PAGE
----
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International Year of the Nurse: Celebrating Historical Nursing Heroes

09/08/2020
Nurses at IPP
Nurses at IPP

To celebrate the hard work and dedication of nurses around the world, this International Year of the Nurse 2020 we are revisiting the inspirational journeys of some historical nursing figures.

Mary Seacole, The Greatest Black Briton 2014

Mary Seacole is introduced by Ben, Deputy Director for the International and Private Patients Service (IPP) at Great Ormond Street Hospital (GOSH): 

“Mary’s story struck a particular chord for me at that time given my own experience of having served alongside frontline medics and having seen at first hand the courage and commitment required to deliver care and treatment whilst under fire. Mary did all of that, and much more besides, whilst also battling discrimination due to being black, which is poignant given the recent events in the US and UK, and highlights to me what a truly remarkable nurse she was and what a role model for us all.”

Mary Seacole was born in Kingston, Jamaica in 1805, and faced difficulties during her career due to the colour of her skin. She persevered and eventually earned the title ‘Mother Seacole’.

Mary’s passion for nursing pushed her to turn her mother’s hall into a hospital in order to take care of local patients during the yellow fever pandemic in Kingston. She later grew strong maternal attachments to soldiers, and aspired to nurse British soldiers at The Crimean War (1853-1856). However, after she was initially refused permission due to her skin tone she funded her own trip and set up the British Hotel for the sick and the recovering. Her role included acting as a frontline army nurse, visiting the battlefield under fire to nurse the wounded.

Mary returned to the UK with very little money but had become very well-known and soldiers would often write to newspapers praising her work. It was through this determination and hard work that earned her the name ‘Mother Seacole’. Eventually, a fundraising gala was held for her and over 80,000 people attended, including generals and members of the Royal Family.

Today, Mary’s statue can be found at St Thomas’ Hospital, London and the Mary Seacole Trust continues to educate and inform people about her hard work and determination.

Christiane Reimann, founder of the ‘Noble Prize for Nursing’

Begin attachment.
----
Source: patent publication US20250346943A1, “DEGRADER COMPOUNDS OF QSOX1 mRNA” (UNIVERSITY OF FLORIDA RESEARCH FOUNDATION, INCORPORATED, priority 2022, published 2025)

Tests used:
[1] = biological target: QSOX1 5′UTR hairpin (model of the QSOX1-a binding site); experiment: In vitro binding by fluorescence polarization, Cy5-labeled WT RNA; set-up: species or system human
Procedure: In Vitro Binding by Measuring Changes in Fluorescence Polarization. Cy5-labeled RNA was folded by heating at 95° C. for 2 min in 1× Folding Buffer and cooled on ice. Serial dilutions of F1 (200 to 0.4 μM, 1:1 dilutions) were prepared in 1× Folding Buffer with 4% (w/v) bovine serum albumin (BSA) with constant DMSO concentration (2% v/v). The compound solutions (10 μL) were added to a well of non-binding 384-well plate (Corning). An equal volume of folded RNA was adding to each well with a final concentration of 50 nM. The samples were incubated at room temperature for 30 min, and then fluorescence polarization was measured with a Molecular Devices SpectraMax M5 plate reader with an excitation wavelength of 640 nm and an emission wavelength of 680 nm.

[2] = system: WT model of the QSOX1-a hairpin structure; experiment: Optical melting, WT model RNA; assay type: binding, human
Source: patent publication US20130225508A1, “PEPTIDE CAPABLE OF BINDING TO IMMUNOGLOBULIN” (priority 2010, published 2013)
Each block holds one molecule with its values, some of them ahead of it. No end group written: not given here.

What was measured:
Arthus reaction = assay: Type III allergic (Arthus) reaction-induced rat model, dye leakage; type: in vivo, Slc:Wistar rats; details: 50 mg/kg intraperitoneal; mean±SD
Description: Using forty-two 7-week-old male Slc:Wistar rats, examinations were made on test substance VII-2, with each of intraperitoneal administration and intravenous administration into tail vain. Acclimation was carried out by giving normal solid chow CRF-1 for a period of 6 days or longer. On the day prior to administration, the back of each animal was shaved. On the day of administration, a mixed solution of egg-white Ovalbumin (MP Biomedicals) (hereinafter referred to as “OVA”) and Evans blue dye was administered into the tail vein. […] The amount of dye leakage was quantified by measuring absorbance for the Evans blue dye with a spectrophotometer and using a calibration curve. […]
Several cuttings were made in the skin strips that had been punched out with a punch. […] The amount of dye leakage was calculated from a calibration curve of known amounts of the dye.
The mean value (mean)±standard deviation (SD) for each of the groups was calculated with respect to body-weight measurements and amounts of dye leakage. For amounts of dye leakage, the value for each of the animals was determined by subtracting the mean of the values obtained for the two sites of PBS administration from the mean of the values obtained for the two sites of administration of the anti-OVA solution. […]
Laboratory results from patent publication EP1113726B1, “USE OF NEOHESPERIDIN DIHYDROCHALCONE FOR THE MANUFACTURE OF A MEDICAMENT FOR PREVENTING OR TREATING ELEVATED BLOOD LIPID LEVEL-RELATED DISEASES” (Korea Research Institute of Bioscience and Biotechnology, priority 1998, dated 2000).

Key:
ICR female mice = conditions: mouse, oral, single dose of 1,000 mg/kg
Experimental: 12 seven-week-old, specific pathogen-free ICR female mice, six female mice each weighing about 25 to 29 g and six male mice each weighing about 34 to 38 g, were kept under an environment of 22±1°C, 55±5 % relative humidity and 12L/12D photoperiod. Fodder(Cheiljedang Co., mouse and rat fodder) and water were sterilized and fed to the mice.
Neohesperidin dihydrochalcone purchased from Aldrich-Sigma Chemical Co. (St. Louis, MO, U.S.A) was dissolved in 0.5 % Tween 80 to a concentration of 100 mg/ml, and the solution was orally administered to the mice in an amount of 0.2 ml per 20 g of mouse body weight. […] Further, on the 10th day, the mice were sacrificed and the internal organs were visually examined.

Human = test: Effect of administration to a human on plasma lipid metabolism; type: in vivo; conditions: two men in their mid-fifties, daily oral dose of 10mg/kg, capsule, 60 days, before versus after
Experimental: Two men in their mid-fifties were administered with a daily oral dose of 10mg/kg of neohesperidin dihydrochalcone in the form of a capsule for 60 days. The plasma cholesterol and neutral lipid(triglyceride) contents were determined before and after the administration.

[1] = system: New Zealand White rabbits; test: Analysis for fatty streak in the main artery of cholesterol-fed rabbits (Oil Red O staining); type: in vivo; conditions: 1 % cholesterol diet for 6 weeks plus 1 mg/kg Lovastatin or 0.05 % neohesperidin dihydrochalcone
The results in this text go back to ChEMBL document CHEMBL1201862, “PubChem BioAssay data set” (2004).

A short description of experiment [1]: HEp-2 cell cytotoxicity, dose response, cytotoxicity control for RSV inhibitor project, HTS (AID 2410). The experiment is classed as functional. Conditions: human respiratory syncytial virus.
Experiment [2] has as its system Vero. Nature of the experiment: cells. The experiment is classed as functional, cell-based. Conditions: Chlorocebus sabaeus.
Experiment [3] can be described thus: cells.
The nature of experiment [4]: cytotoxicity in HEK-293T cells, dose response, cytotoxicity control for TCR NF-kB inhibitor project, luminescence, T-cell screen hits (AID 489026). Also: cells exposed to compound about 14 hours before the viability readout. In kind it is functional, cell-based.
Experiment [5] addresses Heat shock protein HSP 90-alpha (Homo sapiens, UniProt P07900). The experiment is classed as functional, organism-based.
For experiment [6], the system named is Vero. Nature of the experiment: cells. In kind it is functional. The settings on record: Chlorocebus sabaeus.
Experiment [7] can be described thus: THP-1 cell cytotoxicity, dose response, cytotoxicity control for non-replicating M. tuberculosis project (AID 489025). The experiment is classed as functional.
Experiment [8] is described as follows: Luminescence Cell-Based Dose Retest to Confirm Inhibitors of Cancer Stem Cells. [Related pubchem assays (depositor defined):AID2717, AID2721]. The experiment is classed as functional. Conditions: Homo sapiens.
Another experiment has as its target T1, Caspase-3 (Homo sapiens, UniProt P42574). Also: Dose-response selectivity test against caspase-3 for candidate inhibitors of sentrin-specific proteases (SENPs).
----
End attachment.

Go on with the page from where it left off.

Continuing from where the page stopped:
Christiane Reimann is introduced by Kate, Head of Nursing for IPP:

“I have had the enormous privilege of working with a number of nurses from various backgrounds throughout my career and one of the things that has really struck me is that, in spite of our differences, we all share a passion for delivering the best possible care to our patients and for bringing positive change to our communities. By gathering together nurses from many countries into the International Council of Nurses, Christiane Reimann enabled us to learn from one another, to universally share good practice and to raise our collective voices to ensure that nurses the world over would be heard.”

Christiane Reimann was born in Copenhagen, Denmark in 1888. Despite opposition from her family, she completed her nursing training after World War I and sailed to New York, USA to further her career, earning both a bachelor’s degree and master’s degree. She became the first graduate-prepared Danish nurse.

Christiane contributed to the International Council of Nurses (ICN), an organisation for representing and giving a voice to nurses worldwide. She was elected the ICN Secretary and then became the Executive Secretary; her work to better the ICN included building relationships with governmental and public health organisations, nursing organisations and labour groups.

She travelled extensively at her own expense and helped the ICN membership grow from 13 to 20 countries. She also created a successful international nurse exchange programme, and an international nursing journal known as the ‘International Nursing Review’, which was made available at a library she founded at the ICN’s Geneva headquarters.